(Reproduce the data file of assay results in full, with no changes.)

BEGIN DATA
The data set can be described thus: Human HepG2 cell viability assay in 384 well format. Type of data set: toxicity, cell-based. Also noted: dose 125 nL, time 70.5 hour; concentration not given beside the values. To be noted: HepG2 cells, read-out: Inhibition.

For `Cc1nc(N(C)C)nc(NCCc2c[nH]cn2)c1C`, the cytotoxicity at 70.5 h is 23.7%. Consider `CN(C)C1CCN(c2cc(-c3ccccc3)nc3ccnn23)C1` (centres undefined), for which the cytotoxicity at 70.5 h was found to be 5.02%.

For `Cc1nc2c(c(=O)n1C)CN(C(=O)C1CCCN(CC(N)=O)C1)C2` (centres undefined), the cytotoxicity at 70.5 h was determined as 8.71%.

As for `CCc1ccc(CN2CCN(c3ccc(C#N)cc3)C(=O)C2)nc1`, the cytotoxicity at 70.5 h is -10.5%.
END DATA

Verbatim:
The data set can be described thus: Human HepG2 cell viability assay in 384 well format. Type of data set: toxicity, cell-based. Also noted: dose 125 nL, time 70.5 hour; concentration not given beside the values. To be noted: HepG2 cells, read-out: Inhibition.

For `Cc1nc(N(C)C)nc(NCCc2c[nH]cn2)c1C`, the cytotoxicity at 70.5 h is 23.7%. Consider `CN(C)C1CCN(c2cc(-c3ccccc3)nc3ccnn23)C1` (centres undefined), for which the cytotoxicity at 70.5 h was found to be 5.02%.

For `Cc1nc2c(c(=O)n1C)CN(C(=O)C1CCCN(CC(N)=O)C1)C2` (centres undefined), the cytotoxicity at 70.5 h was determined as 8.71%.

As for `CCc1ccc(CN2CCN(c3ccc(C#N)cc3)C(=O)C2)nc1`, the cytotoxicity at 70.5 h is -10.5%.